Owning rental property in Texas is more than just a passive investment – it’s a business endeavor that comes with its fair share of risks and responsibilities. Just like any business, managing risk is crucial for landlords. One of the most powerful tools in risk management for landlords is insurance. In this blog post, we will explore the essential insurance policies that every landlord in Texas should consider to protect their rental properties and investments.
The Importance of Insurance for Landlords
Before we dive into the specific insurance policies, it’s essential to understand why insurance is a fundamental part of being a responsible landlord in Texas. Whether you own a single rental home or a portfolio of properties, insurance provides a safety net that can help protect your investment and financial well-being in the face of unexpected events.
While insurance is essential, it’s equally important to have properly structured entities for holding rental properties, as discussed in a previous post. However, in this article, we will focus solely on the recommended insurance policies for Texas landlords. Landlords should request what is known as a Rental Dwelling Policy from their insurance agent, which will likely include several of the specific coverages discussed below.
If your rental properties are subject to a mortgage, your lender will require hazard insurance to protect their loan. Hazard insurance is designed to safeguard the improvements on your property from losses caused by events like fires and storms. Even if your properties are free of liens, it’s strongly recommended to have hazard insurance, except in rare cases where the improvement value is minimal compared to the lot’s value. It’s important to note that hazard insurance policies typically exclude coverage for flood and mold remediation. Currently, our management company is unaware of any affordable mold insurance being offered in Texas.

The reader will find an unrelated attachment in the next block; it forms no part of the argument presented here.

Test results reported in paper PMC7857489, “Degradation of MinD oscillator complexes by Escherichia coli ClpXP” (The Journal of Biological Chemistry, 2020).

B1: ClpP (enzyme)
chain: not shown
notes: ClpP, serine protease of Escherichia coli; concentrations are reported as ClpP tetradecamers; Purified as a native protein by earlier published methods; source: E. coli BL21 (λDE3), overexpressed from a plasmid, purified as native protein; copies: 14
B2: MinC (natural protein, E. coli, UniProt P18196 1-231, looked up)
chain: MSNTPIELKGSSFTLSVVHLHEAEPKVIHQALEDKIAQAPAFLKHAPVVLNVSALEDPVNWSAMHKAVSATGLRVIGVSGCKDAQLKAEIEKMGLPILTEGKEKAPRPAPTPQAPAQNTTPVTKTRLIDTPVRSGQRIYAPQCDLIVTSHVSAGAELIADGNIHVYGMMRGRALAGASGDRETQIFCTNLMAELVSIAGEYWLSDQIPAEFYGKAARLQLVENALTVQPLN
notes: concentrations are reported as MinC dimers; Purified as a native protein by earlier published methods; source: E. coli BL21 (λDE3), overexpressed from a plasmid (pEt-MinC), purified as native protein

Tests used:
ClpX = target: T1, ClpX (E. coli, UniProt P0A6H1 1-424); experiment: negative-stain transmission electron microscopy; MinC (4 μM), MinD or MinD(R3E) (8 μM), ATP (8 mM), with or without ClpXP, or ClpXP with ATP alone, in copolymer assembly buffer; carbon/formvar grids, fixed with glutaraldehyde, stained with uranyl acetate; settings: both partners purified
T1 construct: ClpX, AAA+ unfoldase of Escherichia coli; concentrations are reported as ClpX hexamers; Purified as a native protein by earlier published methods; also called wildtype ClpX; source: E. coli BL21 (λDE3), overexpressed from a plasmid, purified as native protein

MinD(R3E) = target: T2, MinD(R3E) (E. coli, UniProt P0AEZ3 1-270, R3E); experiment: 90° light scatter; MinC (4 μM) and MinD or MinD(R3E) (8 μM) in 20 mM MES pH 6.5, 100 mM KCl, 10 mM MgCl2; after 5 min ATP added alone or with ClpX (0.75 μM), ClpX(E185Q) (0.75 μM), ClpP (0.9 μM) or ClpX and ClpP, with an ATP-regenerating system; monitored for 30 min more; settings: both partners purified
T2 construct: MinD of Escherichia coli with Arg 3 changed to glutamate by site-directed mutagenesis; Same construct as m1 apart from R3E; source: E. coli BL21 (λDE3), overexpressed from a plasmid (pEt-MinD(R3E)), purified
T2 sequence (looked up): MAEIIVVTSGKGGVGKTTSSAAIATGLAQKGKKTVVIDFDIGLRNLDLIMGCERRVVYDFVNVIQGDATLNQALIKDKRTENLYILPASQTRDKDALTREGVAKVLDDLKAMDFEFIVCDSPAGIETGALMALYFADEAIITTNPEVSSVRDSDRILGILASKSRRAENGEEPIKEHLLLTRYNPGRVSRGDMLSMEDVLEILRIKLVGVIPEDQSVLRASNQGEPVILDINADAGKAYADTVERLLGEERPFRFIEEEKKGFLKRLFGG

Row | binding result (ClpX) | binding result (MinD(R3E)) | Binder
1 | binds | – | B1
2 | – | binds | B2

For rental properties located in high-risk flood zones, it’s crucial to obtain separate flood insurance. While the National Flood Insurance Program (NFIP) caps coverage at $250,000, it’s possible to purchase excess flood policies. In flood-prone areas like Houston, where flooding can be a significant risk, landlords must weigh the cost of flood insurance against the potential damage expenses.
Public Liability Insurance
Public Liability Insurance, often included in a Rental Dwelling Policy, safeguards landlords against legal claims and financial obligations resulting from injuries or deaths that occur on their rental property. It covers incidents involving tenants, visitors, or anyone who might be on your property legally. Our management company recommends a coverage amount of $1,000,000 for public liability.
Personal Umbrella Policy
Even if landlords properly hold their rental properties in a Texas entity like an LLC, it’s still advisable to have a personal umbrella policy. This extra layer of protection is essential because individual landlords may be personally involved in property management, exposing themselves to potential liability claims.
Insurance undoubtedly comes at a cost, reducing the cash flow from your rental properties. However, it is a vital tool in risk management that can save you from substantial financial losses in the long run. It’s crucial not to blindly purchase expensive policies based solely on the advice of insurance agen